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date: 19 August 2019

Abstract and Keywords

The present chapter maps the literature of ethical decision-making in psychology and management and examines the ways in which it could shape behavioral law and economics. The chapter examines the important paradigms and biases that have been developed in this area. Although there has been a significant advance in the understanding of ethical decision-making, conflicting paradigms attempt to describe how good people are responsible for bad deeds. The chapter explains the principal taxonomies, highlighting their strengths and weaknesses. On the normative side, the mechanisms developed by this literature uncover the limited ability of current enforcement strategies to shape behavior. The chapter makes suggestions on how to overcome these limitations and address the unaware, automatic unethical behaviors that are described by the bounded ethicality literature.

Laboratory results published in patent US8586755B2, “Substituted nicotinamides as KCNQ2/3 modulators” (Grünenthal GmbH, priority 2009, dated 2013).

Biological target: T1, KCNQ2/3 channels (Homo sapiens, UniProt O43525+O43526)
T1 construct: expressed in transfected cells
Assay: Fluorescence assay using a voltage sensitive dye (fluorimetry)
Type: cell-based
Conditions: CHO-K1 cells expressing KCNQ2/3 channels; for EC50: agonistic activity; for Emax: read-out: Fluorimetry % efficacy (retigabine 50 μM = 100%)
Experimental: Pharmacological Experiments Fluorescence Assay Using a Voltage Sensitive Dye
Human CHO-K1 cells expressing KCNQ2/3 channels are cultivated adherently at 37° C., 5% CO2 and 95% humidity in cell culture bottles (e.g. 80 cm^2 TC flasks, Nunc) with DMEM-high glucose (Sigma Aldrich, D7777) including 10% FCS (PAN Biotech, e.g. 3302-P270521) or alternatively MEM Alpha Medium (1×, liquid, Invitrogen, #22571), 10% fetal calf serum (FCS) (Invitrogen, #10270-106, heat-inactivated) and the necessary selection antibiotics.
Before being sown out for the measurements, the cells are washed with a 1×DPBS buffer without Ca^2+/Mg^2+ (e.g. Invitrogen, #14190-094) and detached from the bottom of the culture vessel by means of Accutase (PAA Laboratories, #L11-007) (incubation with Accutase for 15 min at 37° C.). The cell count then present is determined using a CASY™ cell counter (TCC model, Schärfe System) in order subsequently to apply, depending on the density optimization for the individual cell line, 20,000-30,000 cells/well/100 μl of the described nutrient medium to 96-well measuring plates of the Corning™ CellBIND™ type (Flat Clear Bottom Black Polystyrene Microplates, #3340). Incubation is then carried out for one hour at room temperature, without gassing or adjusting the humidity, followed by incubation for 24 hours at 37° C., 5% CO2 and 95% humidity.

Keywords: bounded ethicality, behavioral ethics, good people, nudge, enforcement, dual system reasoning, self-interest, automaticity

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